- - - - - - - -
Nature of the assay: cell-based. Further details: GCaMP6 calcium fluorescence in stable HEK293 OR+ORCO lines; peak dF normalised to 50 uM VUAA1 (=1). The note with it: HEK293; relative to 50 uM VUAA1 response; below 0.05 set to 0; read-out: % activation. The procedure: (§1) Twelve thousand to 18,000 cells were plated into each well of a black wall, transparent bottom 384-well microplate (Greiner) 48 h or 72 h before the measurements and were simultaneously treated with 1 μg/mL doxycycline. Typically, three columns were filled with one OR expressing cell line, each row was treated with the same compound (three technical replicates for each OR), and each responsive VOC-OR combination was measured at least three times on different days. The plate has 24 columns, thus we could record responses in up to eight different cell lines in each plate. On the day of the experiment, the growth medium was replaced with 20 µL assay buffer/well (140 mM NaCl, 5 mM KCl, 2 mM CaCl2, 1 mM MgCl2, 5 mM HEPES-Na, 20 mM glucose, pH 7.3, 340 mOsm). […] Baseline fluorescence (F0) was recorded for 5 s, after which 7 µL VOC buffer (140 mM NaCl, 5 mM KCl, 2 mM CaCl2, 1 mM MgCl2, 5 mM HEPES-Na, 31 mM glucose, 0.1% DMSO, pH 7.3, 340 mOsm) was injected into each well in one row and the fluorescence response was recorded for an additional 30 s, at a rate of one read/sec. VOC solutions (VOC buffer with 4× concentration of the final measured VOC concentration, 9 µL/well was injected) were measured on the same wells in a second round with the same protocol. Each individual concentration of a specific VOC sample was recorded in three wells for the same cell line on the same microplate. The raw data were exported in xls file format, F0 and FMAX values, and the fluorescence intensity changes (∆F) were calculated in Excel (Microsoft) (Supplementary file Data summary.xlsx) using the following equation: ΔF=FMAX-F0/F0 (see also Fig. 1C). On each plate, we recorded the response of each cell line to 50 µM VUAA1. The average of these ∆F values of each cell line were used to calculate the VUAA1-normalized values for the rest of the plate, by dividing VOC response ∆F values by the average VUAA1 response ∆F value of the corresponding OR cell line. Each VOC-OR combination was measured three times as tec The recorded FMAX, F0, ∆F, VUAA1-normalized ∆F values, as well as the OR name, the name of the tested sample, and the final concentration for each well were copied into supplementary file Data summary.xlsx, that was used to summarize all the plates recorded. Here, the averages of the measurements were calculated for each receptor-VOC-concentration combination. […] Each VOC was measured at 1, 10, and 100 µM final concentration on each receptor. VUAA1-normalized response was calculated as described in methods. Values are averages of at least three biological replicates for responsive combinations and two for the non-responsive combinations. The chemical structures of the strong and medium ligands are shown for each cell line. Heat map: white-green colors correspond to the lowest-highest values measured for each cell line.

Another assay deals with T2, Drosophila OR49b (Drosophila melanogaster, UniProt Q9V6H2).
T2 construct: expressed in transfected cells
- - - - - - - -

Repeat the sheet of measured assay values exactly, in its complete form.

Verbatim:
Nature of the assay: cell-based. Further details: GCaMP6 calcium fluorescence in stable HEK293 OR+ORCO lines; peak dF normalised to 50 uM VUAA1 (=1). The note with it: HEK293; relative to 50 uM VUAA1 response; below 0.05 set to 0; read-out: % activation. The procedure: (§1) Twelve thousand to 18,000 cells were plated into each well of a black wall, transparent bottom 384-well microplate (Greiner) 48 h or 72 h before the measurements and were simultaneously treated with 1 μg/mL doxycycline. Typically, three columns were filled with one OR expressing cell line, each row was treated with the same compound (three technical replicates for each OR), and each responsive VOC-OR combination was measured at least three times on different days. The plate has 24 columns, thus we could record responses in up to eight different cell lines in each plate. On the day of the experiment, the growth medium was replaced with 20 µL assay buffer/well (140 mM NaCl, 5 mM KCl, 2 mM CaCl2, 1 mM MgCl2, 5 mM HEPES-Na, 20 mM glucose, pH 7.3, 340 mOsm). […] Baseline fluorescence (F0) was recorded for 5 s, after which 7 µL VOC buffer (140 mM NaCl, 5 mM KCl, 2 mM CaCl2, 1 mM MgCl2, 5 mM HEPES-Na, 31 mM glucose, 0.1% DMSO, pH 7.3, 340 mOsm) was injected into each well in one row and the fluorescence response was recorded for an additional 30 s, at a rate of one read/sec. VOC solutions (VOC buffer with 4× concentration of the final measured VOC concentration, 9 µL/well was injected) were measured on the same wells in a second round with the same protocol. Each individual concentration of a specific VOC sample was recorded in three wells for the same cell line on the same microplate. The raw data were exported in xls file format, F0 and FMAX values, and the fluorescence intensity changes (∆F) were calculated in Excel (Microsoft) (Supplementary file Data summary.xlsx) using the following equation: ΔF=FMAX-F0/F0 (see also Fig. 1C). On each plate, we recorded the response of each cell line to 50 µM VUAA1. The average of these ∆F values of each cell line were used to calculate the VUAA1-normalized values for the rest of the plate, by dividing VOC response ∆F values by the average VUAA1 response ∆F value of the corresponding OR cell line. Each VOC-OR combination was measured three times as tec The recorded FMAX, F0, ∆F, VUAA1-normalized ∆F values, as well as the OR name, the name of the tested sample, and the final concentration for each well were copied into supplementary file Data summary.xlsx, that was used to summarize all the plates recorded. Here, the averages of the measurements were calculated for each receptor-VOC-concentration combination. […] Each VOC was measured at 1, 10, and 100 µM final concentration on each receptor. VUAA1-normalized response was calculated as described in methods. Values are averages of at least three biological replicates for responsive combinations and two for the non-responsive combinations. The chemical structures of the strong and medium ligands are shown for each cell line. Heat map: white-green colors correspond to the lowest-highest values measured for each cell line.

Another assay deals with T2, Drosophila OR49b (Drosophila melanogaster, UniProt Q9V6H2).
T2 construct: expressed in transfected cells